11 February 2021
British-based charter service Yomira has announced its vision to bring new life to the luxury yacht charter sector through client-centric charters.
Founded by Neil Hornsby and Amanda Armstrong, who combined have 50 years of superyacht charter experience, Yomira launched late last year with the ethos of promoting superyachting as a lifestyle choice rather than a status symbol.
Clients of Yomira are offered a range of options with their charters, ranging from spa and wellbeing in Indonesia and Arctic expeditions to more traditional charters around the Southern Grenadines and Aeolian Islands.
Accentuating this approach of originality, clients of Yomira are offered a vast range of customisable options, including special nutritional programs, live music and archaeological tours with supplied guides.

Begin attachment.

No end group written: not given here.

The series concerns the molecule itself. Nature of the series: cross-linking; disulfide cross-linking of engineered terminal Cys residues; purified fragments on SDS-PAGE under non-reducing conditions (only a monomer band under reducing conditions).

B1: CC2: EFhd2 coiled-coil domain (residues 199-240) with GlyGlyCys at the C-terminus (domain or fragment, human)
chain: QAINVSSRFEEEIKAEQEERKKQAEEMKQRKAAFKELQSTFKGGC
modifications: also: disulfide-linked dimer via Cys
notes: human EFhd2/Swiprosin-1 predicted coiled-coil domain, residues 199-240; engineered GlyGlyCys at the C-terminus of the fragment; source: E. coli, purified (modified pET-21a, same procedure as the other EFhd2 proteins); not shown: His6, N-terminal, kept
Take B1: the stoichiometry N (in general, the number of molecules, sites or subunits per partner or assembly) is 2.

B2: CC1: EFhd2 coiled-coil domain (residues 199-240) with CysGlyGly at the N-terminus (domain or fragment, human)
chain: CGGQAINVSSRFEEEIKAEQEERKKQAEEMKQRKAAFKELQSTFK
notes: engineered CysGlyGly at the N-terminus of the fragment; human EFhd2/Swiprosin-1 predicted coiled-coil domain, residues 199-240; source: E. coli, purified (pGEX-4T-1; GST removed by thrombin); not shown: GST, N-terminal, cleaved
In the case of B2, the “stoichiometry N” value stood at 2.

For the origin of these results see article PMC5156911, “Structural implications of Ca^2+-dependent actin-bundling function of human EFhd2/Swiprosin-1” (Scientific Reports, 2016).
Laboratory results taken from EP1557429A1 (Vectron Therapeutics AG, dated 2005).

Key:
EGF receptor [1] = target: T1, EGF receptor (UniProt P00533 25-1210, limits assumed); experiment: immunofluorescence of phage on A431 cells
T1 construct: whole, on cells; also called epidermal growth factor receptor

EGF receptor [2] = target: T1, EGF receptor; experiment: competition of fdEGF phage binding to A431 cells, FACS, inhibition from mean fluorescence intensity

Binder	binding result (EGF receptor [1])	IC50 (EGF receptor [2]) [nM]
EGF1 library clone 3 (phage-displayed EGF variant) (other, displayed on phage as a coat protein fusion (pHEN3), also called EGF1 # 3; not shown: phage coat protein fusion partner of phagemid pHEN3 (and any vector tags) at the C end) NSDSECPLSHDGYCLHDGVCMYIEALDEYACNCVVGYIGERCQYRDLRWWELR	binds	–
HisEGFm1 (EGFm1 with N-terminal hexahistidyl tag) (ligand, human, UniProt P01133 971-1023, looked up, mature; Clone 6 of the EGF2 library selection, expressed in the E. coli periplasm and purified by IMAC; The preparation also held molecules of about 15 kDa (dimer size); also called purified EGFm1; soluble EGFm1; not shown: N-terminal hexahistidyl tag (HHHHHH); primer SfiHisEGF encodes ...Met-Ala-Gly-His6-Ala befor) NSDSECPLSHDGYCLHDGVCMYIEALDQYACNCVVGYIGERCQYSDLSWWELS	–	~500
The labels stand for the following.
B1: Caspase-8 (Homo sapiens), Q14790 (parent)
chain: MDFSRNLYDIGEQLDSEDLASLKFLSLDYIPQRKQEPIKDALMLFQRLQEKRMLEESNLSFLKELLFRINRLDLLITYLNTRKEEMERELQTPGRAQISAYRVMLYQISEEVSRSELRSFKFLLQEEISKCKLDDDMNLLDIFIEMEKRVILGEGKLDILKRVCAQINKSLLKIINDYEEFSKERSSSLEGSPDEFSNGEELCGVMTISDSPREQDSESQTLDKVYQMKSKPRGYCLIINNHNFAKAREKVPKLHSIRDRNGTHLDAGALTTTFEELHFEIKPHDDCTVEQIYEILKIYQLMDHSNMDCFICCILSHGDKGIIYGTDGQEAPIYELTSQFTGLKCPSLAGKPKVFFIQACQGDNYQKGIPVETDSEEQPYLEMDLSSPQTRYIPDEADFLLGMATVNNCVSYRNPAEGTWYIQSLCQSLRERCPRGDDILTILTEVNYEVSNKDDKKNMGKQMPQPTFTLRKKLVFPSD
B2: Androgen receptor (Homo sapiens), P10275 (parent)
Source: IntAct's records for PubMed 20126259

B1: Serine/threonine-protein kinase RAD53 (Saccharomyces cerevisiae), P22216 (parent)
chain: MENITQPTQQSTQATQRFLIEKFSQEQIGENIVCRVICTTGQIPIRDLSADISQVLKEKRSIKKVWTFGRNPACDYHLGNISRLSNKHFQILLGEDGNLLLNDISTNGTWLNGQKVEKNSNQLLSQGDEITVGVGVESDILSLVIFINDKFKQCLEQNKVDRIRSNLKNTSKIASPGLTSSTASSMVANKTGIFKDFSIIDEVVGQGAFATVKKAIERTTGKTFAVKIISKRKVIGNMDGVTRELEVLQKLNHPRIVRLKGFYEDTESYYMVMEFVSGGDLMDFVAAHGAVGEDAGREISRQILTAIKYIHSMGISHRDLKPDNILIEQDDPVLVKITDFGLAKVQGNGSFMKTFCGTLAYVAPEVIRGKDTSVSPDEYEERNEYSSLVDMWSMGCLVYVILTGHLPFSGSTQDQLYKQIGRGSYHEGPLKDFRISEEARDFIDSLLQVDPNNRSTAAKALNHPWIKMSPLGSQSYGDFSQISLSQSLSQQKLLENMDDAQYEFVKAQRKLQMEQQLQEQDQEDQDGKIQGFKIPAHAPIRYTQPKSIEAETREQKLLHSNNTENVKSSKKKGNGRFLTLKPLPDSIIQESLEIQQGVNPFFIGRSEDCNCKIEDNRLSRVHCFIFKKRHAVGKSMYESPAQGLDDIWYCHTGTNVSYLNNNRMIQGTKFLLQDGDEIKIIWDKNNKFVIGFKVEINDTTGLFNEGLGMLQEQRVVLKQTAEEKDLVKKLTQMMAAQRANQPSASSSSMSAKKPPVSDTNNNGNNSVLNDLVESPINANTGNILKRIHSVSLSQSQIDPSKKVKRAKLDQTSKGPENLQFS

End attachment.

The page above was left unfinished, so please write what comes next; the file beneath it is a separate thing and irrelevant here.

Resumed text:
“High-end travel clients have been well served over the last decade by a new breed of exclusive travel consultancies specialising in a very personalised proposition for the entire client experience,” says Hornsby.
“We were therefore motivated to modernise and breathe new life into the charter process with Yomira, going the extra mile in designing life-enhancing superyacht experiences to become more relevant in a changing world.”
Central to their objectives is to adapt chartering to the needs of a contemporary market.
“This is a critical factor in being able to attract new clients to the concept of chartering a yacht, especially next generation clients,” says Armstrong.
As Hornsby explains, the past decade has seen a continued launch of new travel, and yet the charter service model itself has lagged behind: procedural complexities and lack of transparency illuminating the need for a faster, streamlined system.
“We aim to build a more favourable perception of yacht charter by making it more appealing and accessible to a wider audience in order to grow the market,” Armstrong adds.
“Our mission is to elevate the experience clients can enjoy on charter and we very much see our role as providing the inspiration and logistics to make this happen,” says Hornsby.